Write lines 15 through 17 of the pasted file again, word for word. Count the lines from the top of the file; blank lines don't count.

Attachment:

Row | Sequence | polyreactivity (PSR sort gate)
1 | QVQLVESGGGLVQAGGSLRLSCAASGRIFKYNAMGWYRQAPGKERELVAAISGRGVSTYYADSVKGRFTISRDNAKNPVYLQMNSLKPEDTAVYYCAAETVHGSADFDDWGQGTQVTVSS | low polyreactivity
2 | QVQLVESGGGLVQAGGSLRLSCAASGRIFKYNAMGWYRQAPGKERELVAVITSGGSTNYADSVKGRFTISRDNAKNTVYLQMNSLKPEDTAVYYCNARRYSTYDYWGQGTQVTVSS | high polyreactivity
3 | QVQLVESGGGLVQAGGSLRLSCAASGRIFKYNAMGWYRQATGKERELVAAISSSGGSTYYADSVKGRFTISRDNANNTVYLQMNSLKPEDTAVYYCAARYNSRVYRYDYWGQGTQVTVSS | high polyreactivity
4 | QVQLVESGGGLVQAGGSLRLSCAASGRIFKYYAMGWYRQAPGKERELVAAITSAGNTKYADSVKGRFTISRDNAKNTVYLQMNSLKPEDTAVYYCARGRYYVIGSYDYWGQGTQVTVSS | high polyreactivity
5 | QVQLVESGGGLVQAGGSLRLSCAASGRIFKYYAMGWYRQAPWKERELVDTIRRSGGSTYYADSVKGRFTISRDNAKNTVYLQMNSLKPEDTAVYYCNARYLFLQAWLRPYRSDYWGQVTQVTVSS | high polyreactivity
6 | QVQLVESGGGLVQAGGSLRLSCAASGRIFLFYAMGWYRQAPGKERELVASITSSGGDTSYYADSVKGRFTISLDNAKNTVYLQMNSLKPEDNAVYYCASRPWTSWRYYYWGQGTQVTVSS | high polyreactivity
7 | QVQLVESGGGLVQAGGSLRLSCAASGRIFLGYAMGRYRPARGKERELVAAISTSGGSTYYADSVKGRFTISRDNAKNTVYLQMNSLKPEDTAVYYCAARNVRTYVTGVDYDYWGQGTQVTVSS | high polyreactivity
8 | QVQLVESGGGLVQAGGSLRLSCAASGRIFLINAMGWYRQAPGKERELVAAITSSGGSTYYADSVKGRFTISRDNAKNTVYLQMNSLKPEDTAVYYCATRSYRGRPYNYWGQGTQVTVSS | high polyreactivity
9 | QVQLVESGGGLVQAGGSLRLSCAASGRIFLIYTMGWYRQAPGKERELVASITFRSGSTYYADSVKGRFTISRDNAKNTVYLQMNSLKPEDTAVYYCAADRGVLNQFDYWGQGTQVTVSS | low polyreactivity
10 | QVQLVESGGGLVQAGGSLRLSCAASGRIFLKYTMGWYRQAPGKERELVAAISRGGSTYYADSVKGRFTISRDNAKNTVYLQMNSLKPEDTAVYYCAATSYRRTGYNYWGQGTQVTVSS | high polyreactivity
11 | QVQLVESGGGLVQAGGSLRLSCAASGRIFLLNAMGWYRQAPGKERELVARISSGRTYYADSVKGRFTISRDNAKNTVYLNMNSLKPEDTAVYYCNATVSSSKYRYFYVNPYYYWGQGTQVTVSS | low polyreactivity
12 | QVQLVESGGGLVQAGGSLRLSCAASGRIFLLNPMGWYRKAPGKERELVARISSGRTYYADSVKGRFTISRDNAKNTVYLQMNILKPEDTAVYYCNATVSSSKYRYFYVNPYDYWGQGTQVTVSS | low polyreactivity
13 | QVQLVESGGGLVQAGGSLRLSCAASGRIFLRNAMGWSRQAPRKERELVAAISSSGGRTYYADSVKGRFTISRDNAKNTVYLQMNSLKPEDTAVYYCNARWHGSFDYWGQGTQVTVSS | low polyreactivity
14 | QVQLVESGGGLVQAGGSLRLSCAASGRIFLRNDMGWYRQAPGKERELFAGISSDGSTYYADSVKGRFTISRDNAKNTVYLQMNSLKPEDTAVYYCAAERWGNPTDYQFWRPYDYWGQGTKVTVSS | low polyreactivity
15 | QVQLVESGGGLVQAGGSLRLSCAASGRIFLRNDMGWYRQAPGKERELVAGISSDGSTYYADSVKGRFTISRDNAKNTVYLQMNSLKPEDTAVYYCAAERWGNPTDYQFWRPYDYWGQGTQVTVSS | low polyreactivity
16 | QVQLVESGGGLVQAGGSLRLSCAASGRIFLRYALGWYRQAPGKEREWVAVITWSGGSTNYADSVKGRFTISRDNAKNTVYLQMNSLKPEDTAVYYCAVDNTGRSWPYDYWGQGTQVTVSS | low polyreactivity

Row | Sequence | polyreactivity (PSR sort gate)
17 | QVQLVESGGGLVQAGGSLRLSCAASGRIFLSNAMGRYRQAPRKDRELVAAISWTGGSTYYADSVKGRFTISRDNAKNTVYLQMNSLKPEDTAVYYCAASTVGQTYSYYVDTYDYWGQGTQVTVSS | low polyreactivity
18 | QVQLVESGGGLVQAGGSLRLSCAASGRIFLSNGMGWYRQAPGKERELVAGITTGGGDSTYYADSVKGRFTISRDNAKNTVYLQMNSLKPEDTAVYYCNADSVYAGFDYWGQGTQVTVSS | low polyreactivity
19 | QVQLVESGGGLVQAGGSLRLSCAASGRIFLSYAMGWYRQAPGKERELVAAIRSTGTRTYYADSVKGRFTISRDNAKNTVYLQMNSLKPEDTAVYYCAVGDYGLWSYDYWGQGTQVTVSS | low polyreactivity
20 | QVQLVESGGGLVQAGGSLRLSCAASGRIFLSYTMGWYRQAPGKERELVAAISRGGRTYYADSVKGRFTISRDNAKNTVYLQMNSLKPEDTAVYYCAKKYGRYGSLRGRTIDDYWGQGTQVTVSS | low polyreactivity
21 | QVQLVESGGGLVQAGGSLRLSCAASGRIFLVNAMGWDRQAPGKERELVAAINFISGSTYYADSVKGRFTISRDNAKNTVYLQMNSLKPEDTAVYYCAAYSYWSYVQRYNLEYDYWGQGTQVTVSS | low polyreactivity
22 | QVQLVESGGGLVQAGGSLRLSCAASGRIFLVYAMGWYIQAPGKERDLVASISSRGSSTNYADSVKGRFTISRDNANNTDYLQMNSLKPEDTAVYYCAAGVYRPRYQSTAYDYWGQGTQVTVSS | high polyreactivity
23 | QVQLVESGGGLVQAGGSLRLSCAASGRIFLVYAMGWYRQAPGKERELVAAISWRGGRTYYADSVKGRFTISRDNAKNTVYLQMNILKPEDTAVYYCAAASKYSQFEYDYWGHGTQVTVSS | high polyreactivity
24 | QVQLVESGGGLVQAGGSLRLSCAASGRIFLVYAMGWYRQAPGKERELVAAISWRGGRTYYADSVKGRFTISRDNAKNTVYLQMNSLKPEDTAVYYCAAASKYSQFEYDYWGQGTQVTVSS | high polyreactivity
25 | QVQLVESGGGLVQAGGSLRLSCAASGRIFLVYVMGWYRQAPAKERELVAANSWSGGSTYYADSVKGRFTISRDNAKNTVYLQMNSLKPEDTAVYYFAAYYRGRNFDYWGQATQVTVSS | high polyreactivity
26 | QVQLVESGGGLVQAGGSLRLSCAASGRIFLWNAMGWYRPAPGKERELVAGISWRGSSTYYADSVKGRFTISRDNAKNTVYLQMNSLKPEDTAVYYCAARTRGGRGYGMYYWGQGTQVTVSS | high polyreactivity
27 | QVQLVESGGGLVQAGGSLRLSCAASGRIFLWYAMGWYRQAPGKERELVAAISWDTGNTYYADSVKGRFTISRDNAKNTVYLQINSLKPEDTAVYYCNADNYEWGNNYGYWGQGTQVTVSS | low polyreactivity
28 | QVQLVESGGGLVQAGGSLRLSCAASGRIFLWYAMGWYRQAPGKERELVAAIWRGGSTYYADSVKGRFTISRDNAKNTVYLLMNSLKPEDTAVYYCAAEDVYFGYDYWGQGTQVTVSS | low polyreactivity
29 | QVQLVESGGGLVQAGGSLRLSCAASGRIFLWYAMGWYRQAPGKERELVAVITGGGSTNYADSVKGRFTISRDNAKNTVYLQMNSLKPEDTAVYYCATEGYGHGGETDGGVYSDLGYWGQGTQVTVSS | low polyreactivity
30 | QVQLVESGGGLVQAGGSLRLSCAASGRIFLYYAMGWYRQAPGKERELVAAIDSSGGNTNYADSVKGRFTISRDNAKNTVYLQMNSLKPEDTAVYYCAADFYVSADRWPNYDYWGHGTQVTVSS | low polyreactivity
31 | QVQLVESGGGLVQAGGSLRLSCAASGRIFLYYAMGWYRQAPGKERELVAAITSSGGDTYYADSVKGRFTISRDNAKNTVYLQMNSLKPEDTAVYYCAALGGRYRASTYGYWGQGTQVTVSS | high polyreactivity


14 | QVQLVESGGGLVQAGGSLRLSCAASGRIFLRNDMGWYRQAPGKERELFAGISSDGSTYYADSVKGRFTISRDNAKNTVYLQMNSLKPEDTAVYYCAAERWGNPTDYQFWRPYDYWGQGTKVTVSS | low polyreactivity
15 | QVQLVESGGGLVQAGGSLRLSCAASGRIFLRNDMGWYRQAPGKERELVAGISSDGSTYYADSVKGRFTISRDNAKNTVYLQMNSLKPEDTAVYYCAAERWGNPTDYQFWRPYDYWGQGTQVTVSS | low polyreactivity
16 | QVQLVESGGGLVQAGGSLRLSCAASGRIFLRYALGWYRQAPGKEREWVAVITWSGGSTNYADSVKGRFTISRDNAKNTVYLQMNSLKPEDTAVYYCAVDNTGRSWPYDYWGQGTQVTVSS | low polyreactivity